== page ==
operatively depicted by the CT scan, measured approximately 15 cm in its greater dimension and infiltrated the rectus abdominis muscles, small intestine loops and the fundus of the urinary bladder. The lesion was resected en bloc along with part of the urinary bladder, small intestine and part of the anterior abdominal wall. The patient recovered uneventfully and left hospital on the 10th postoperative day. Histopathological examination showed widespread ulcerations of the mucosa of the urinary bladder and inflammatory infiltration of the bladder wall by histiocytes containing inclusions of the MichaelisGutmann type, findings characteristic of malakoplakia of the urinary bladder (Fig. 2).

Discussion Malakoplakia is a rare entity with approximately 450 cases reported since it was first described [1]. It pre-

Tech Coloproctol (2009) 13:79–81

dominantly occurs in the genitourinary tract (60%) and less frequently in the gastrointestinal tract (10%), while it has been reported in the skin, brain, bone, thyroid and parotid gland [2]. Extensive pelvic and abdominal wall involvement, as noted in our report, has been previously recognized in a very few cases [3]. Although the pathogenesis of malakoplakia is not completely understood, it can be considered as the result of impairment of the mononuclear phagocyte and immunoregulatory system [4]. Intracellular killing and digestion of bacteria within phagolysosomes is defective, resulting in degenerative changes and deposition of calcium and iron, thus forming the characteristic MichaelisGutmann bodies [1]. Immunosuppressive therapy given for associated conditions may play a role in facilitating the proliferation of bacteria [5] and nearly 40% of patients with malakoplakia have been found to have primary or acquired immunodeficiency [2]. The majority of bacteria associated with malakoplakia are coliforms and especially Escherichia coli, but other microorganisms have also been identified including Aerobacter, Klebsiella, Enterobacter, Proteus and Pseudomonas [6]. Clinical presentation, as well as treatment of malakoplakia, depends variably on the organ involved. Urinary tract involvement, which is the most common, presents with haematuria and recurrent infections. When the lesion is large enough, obstructive symptoms can occur, and genital or gastrointestinal malakoplakia can present with vaginal or rectal bleeding, respectively [1]. Adequate treatment includes a combination of surgery, antibiotics and cessation or decrease of immunosuppressive therapy [6, 7]. Chang and Kwok [8] reported 36 cases of colonic malakoplakia, while a MEDLINE search by Matter et al. revealed a total of 20 cases of malakoplakia with associated colorectal tumours [9]. Malakoplakia can mimic colorectal malignancy or, as in our patient, simulate recurrence. This may lead to preoperative overstaging in patients with advanced rectal cancer and unnecessary neoadjuvant chemoradiation therapy [10]. The surgeon must be aware of the disease and should obtain tissue for intraoperative frozen sections, when in doubt. Diagnosis though is not always possible as inflammation and malignancy can coexist, as in the case of malakoplakia and colorectal cancer [11]. Furthermore, extended pelvic lesions can simulate advanced disease, which have no chance of cure leading to palliative therapy. In conclusion, although rare, malakoplakia should be considered in the differential diagnosis of lesions involving the genitourinary and gastrointestinal systems, especially in the immunosuppressed patient. Since malako-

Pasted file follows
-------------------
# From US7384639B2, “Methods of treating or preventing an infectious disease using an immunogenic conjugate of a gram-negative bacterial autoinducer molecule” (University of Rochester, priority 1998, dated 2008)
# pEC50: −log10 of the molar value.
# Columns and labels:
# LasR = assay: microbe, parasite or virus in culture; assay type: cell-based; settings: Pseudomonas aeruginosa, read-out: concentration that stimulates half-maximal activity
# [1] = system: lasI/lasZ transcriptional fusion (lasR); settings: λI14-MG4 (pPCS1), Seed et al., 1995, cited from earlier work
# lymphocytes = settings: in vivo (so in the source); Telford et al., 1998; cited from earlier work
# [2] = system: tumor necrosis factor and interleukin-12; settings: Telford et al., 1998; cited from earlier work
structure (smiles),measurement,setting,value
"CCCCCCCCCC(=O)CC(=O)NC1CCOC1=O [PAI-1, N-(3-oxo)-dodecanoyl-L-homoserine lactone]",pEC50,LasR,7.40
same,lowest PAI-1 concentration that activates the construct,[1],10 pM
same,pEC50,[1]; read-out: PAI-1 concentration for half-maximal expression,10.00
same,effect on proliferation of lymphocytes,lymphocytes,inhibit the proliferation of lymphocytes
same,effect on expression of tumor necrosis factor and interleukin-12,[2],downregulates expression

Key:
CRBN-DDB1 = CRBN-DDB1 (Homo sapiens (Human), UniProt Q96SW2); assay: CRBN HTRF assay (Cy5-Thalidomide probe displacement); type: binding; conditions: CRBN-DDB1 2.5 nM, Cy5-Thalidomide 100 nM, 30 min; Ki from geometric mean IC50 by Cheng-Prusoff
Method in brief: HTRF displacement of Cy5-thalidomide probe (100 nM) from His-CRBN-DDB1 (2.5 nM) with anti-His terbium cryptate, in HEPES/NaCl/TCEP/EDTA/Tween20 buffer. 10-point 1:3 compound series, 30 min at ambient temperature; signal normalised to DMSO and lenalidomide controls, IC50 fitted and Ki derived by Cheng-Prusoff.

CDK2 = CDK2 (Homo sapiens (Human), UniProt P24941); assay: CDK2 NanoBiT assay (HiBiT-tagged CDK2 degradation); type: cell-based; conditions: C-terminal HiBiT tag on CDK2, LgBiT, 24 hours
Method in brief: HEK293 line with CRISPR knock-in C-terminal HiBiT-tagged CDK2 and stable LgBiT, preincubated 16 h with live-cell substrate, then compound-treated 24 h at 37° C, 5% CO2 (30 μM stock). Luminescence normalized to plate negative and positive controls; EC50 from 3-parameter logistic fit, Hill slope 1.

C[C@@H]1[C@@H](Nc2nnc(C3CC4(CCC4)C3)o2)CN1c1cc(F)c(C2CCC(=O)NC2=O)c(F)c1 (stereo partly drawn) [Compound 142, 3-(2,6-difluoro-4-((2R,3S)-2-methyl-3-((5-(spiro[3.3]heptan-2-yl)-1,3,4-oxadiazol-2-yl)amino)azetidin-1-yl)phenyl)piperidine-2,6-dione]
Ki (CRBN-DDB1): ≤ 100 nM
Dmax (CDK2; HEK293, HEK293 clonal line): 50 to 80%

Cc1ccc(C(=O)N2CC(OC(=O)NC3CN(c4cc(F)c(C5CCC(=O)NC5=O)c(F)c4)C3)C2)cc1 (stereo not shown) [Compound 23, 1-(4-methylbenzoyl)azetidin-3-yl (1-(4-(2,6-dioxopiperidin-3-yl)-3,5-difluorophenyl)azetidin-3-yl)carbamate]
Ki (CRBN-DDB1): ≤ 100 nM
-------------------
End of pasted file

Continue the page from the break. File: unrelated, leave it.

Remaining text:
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plakia can coexist with malignancy, maintaining a high index of suspicion and its identification are important in order to avoid preoperative overstaging or inappropriate palliation therapy. Conflict of interest statement The authors declare that they has no conflict of interest related to the publication of this article.